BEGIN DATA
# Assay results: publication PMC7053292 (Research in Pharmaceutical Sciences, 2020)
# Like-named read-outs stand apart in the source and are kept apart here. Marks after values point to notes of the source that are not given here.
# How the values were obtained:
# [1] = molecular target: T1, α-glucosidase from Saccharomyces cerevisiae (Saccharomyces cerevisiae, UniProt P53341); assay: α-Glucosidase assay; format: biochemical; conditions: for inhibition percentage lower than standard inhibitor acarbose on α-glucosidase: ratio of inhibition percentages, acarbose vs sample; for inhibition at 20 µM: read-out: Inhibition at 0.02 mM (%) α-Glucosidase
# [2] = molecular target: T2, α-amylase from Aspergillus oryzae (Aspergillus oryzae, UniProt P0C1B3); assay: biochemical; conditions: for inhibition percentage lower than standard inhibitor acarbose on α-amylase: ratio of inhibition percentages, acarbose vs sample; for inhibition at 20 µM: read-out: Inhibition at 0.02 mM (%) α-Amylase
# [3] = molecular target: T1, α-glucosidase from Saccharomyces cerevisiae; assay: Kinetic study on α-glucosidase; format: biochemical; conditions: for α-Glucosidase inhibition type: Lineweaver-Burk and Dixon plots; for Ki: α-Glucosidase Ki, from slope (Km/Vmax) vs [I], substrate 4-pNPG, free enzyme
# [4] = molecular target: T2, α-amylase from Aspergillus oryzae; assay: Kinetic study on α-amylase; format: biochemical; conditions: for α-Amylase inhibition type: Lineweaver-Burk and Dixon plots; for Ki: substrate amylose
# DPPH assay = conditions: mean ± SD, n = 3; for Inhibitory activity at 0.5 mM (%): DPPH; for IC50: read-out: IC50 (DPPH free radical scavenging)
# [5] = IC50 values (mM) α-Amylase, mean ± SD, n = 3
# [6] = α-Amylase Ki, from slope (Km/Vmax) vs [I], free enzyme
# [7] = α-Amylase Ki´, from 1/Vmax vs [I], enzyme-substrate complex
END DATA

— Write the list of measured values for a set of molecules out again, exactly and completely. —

# Assay results: publication PMC7053292 (Research in Pharmaceutical Sciences, 2020)
# Like-named read-outs stand apart in the source and are kept apart here. Marks after values point to notes of the source that are not given here.
# How the values were obtained:
# [1] = molecular target: T1, α-glucosidase from Saccharomyces cerevisiae (Saccharomyces cerevisiae, UniProt P53341); assay: α-Glucosidase assay; format: biochemical; conditions: for inhibition percentage lower than standard inhibitor acarbose on α-glucosidase: ratio of inhibition percentages, acarbose vs sample; for inhibition at 20 µM: read-out: Inhibition at 0.02 mM (%) α-Glucosidase
# [2] = molecular target: T2, α-amylase from Aspergillus oryzae (Aspergillus oryzae, UniProt P0C1B3); assay: biochemical; conditions: for inhibition percentage lower than standard inhibitor acarbose on α-amylase: ratio of inhibition percentages, acarbose vs sample; for inhibition at 20 µM: read-out: Inhibition at 0.02 mM (%) α-Amylase
# [3] = molecular target: T1, α-glucosidase from Saccharomyces cerevisiae; assay: Kinetic study on α-glucosidase; format: biochemical; conditions: for α-Glucosidase inhibition type: Lineweaver-Burk and Dixon plots; for Ki: α-Glucosidase Ki, from slope (Km/Vmax) vs [I], substrate 4-pNPG, free enzyme
# [4] = molecular target: T2, α-amylase from Aspergillus oryzae; assay: Kinetic study on α-amylase; format: biochemical; conditions: for α-Amylase inhibition type: Lineweaver-Burk and Dixon plots; for Ki: substrate amylose
# DPPH assay = conditions: mean ± SD, n = 3; for Inhibitory activity at 0.5 mM (%): DPPH; for IC50: read-out: IC50 (DPPH free radical scavenging)
# [5] = IC50 values (mM) α-Amylase, mean ± SD, n = 3
# [6] = α-Amylase Ki, from slope (Km/Vmax) vs [I], free enzyme
# [7] = α-Amylase Ki´, from 1/Vmax vs [I], enzyme-substrate complex